(Reuters) - Missouri Governor Eric Greitens was briefly taken into custody on Thursday after being indicted on a felony invasion of privacy charge in connection with an extramarital affair and a blackmail allegation involving the Republican politician, officials said.
Kimberly Gardner, the top prosecutor in the city of St. Louis, said in a statement that the indictment involves an incident that took place on March 21, 2015. Greitens' representatives did not immediately return requests for comment, but an attorney for Greitens told USA Today the governor denied the charges and was "absolutely innocent."
Greitens photographed a woman identified as K.S., who was fully or partially nude, without her knowledge or consent in a place where she could expect privacy, according to the indictment and Gardner's spokeswoman Susan Ryan. Greitens subsequently transmitted the image in a way to allow it to be accessible by computer, the indictment said.
If convicted, Greitens, 43, faces up to four years in prison and/or a $5,000 fine, Ryan said, adding that a judge had ordered Greitens to be released on his own recognizance.
News of the indictment sparked calls for Greitens' resignation or impeachment by some state lawmakers, including at least one Republican, the Kansas City Star reported.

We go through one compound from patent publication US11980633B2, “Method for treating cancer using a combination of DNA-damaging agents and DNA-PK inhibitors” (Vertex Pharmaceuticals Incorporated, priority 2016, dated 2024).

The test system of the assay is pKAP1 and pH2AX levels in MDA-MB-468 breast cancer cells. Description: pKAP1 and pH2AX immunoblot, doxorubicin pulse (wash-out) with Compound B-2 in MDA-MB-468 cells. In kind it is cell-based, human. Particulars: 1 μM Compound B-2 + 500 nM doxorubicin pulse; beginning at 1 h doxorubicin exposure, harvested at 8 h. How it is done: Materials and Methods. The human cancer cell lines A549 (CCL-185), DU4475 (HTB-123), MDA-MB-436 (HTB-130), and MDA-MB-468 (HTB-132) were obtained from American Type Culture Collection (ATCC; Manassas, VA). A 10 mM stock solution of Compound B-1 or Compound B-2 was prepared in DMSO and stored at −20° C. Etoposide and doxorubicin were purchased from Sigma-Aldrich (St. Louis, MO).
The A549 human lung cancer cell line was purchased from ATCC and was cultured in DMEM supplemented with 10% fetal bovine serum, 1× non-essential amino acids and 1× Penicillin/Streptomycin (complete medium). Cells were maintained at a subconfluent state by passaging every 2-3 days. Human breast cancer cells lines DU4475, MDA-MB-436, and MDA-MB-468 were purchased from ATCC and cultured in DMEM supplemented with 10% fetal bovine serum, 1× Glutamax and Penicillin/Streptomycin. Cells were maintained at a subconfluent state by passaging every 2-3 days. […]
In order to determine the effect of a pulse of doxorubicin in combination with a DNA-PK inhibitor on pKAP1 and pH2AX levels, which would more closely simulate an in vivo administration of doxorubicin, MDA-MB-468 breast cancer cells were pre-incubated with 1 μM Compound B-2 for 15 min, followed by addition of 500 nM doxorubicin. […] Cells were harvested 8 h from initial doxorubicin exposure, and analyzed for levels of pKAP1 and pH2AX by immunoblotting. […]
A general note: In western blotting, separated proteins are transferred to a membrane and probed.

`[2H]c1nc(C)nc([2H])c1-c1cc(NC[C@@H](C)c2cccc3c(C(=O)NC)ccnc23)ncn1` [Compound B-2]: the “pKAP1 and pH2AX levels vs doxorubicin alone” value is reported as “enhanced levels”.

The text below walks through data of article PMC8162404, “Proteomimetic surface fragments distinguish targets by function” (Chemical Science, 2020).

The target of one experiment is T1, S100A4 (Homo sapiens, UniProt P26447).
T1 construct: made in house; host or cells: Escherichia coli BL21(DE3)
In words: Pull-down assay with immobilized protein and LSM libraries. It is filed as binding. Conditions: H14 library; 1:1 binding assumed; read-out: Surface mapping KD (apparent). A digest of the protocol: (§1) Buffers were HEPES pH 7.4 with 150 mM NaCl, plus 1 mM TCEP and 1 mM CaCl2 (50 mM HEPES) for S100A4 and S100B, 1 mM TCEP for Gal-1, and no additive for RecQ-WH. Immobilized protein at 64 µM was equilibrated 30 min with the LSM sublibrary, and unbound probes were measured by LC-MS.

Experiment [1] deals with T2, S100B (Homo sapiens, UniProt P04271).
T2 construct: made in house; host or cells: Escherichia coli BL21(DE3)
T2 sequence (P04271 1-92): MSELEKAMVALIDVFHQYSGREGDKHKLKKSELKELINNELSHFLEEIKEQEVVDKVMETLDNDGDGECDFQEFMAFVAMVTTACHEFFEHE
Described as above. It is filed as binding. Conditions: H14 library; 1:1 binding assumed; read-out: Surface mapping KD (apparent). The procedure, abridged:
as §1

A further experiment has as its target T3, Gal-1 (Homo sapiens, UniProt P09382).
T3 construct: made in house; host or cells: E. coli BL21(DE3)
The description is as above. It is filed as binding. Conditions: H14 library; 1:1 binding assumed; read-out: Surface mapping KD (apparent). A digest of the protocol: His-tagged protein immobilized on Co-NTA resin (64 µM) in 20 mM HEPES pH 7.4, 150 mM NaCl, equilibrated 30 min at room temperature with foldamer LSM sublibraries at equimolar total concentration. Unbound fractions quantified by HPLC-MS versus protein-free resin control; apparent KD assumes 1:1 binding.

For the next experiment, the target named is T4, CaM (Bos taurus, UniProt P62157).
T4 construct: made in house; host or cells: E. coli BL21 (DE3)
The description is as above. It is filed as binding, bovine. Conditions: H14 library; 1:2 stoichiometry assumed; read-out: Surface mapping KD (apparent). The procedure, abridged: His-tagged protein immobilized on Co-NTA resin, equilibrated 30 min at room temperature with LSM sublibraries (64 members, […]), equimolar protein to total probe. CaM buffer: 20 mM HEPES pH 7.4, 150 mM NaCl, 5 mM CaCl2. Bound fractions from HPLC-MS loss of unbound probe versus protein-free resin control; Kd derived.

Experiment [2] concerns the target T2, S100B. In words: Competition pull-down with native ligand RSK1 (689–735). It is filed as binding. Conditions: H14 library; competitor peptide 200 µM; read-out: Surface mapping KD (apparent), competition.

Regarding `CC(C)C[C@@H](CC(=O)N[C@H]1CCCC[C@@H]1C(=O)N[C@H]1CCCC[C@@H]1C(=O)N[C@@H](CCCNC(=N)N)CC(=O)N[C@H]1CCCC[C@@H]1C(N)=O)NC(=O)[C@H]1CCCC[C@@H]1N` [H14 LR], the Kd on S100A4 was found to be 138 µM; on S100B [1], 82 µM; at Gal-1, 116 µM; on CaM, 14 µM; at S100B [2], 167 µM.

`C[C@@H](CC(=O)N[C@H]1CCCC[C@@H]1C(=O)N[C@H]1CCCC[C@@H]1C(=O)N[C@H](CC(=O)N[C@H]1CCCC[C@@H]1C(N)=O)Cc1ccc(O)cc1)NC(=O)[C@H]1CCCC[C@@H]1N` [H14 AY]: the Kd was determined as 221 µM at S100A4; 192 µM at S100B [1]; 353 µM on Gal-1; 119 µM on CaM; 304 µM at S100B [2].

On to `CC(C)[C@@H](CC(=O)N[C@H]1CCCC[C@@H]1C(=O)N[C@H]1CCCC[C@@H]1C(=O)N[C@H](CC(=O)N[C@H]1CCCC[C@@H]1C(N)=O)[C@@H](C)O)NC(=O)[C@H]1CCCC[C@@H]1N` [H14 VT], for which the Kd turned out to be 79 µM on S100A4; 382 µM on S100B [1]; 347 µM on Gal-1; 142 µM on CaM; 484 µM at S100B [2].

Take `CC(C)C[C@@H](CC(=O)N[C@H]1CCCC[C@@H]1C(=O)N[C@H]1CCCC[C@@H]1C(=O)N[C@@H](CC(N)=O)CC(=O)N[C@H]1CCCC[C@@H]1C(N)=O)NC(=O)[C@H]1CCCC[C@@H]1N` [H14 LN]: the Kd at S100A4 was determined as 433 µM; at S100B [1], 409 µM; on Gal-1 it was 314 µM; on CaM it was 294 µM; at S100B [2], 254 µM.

Greitens has admitted to having an extramarital affair with a woman before his election in November 2016, but has denied he tried to blackmail her to keep it a secret.
Greitens, a former U.S. Navy SEAL, said in joint statement with his wife last month that he had been unfaithful in their marriage and his wife had forgiven him.
Last month, KMOV-TV in St. Louis aired a recording of the unidentified woman with whom Greitens admitted having the affair as she confessed the March 2015 encounter to her then-husband.
KMOV did not identify the woman or her husband in the recording, but said the two were no longer married.In the recording, the woman told her husband that Greitens had taken a picture of her naked and threatened to publish it if she told anyone about their affair. Greitens' attorney has said allegations of blackmail against the governor were false.
(Reporting by Suzannah Gonzales and Karen Pierog in Chicago; Editing by Daniel Wallis)